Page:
To achieve this effect, I used up ample amounts of Aurifil 5017 (lime green) because pebbles take a lot of thread! I also used bits of Aurifil 2870 (medium green) to accent the wavy lines. Quilting can shine in a graphic, modern quilt, too! I think this mini quilt will bring cheer to our new home when we move in a couple of weeks (hence this blog being a bit quiet lately). :)

I had to miss the April meeting, but luckily my guild mates are bringing the 30+ challenge quilts again to next week's May meeting (see some of them here!). In addition, they will be on display at Pennington Quilt Works soon and then PNQE (Pennsylvania National Quilt Extravaganza) this fall. I can't wait to see them all together!

Thank you so much to Pennington Quilt Works for the solid fabric. And thanks to Sarah @nohatsquilts and Rebecca @bryanhousequilts for hosting the Pantone Quilt Challenge, which is opening up May 19, tomorrow! I'm entering this one in the mini quilt category - you can see all the entries here through the end of the month. Enjoy!

Linking up to Pantone Quilt Challenge, Needle and Thread Thursday, Crazy Mom Quilts, TGIFF

Wednesday, May 10, 2017

A letter to quilted pebbles

Dear Quilted Pebbles,

You are my favorite quilting motif, hands down. I'm not quite sure what it is about you that makes me want to quilt you all the time. After all, you use up an exorbitant amount of thread. You make my shoulders hurt. Plus, you take a long time to quilt. And when there's a tension mishap, the un-sewing takes even longer.

My current Pantone Quilt Challenge project - more next week.

But, you create AMAZING texture. There are a million different options for creating you (small, large, mixed, oblong, circular, in a line, as a filler, as a cascade... I could go on).

I'll never forget the first time I tried quilting you back in 2012. I wanted to create a cobblestone path like the one I had walked on in Prague. So, I just went for it, and I was hooked.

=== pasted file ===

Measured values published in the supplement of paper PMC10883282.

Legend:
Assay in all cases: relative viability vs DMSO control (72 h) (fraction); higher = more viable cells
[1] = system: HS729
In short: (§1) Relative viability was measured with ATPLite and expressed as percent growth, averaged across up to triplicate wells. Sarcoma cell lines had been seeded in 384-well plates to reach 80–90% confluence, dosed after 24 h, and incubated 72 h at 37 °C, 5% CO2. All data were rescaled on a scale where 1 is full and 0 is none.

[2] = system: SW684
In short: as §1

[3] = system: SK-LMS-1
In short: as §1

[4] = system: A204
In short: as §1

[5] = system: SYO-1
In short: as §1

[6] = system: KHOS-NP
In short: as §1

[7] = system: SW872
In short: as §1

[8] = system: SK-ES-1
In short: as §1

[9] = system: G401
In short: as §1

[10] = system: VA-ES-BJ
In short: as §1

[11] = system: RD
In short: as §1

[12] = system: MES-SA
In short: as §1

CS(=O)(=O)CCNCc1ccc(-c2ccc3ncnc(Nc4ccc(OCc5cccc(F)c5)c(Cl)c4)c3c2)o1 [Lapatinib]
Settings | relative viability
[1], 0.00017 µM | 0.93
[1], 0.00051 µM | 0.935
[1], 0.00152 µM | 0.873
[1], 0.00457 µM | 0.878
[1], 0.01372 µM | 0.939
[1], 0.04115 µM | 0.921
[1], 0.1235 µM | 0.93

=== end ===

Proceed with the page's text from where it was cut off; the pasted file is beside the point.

All in all, pebbles, I'll always do the hard work to make you happen. Never change.


Saturday, May 6, 2017

Sunday Stash - Retreat Edition

It's been a week since I returned from the 4th annual Mid-Atlantic Mod sewing retreat (read my recap here), and I actually have some stash additions to share! I've been really good about clearing out fabric and materials I no longer use/need. Also, I've been destashing fabric that's no longer my style. However, I gathered up an interesting assortment in three days, between the swag bag, pre-shopping at 1 Choice 4 Quilting, and shopping at The Old Country Store and Zooks. Lancaster, PA fabric shopping is no joke.

My favorites amongst these: the Mod mug (AH! I love big mugs), the Goddess Sheet (won in a giveaway by my guild friend Michele and gifted to me - I used one for the first time and loved it - thank you for your kindness, Michele!), top purple leaf fabric from Zooks (it's so me), and the Literary fabric (library book dates) I found at Old Country Store.

Oh, and I treated myself to a lace zipper and variegated purple Valdani thread from the last shop. Yum. I already have plans for that thread in my next portable hand-stitching project.

Finally, check out the glimmer of this Essex linen bundle by Robert Kaufman. It was begging to be photographed. I rarely buy bundles, but all the fabrics in this bundle matched my future linen picnic blanket project, so I went for it. Thank you, 1 Choice 4 Quilting (affiliate link - but I wouldn't link to something I didn't 100% love)!

I'm thrilled to purchase some fabric for future projects. In the meantime, I'm being much more aware of what's in my fabric stash already; I've only been buying fabrics that I need for a specific project, or ones that fill a distinct color hole in my collection. And after I'm done with book sewing, I have big plans.

P.S. Within the next month, I'll be having a large destash on @quiltyhabit_destash over on Instagram. Check it out if you're in the market for some modern fabric and scrap bundles by color.

Linking up to Sunday Stash.

Wednesday, May 3, 2017

2017 Retreat Recap - Mid-Atlantic Mod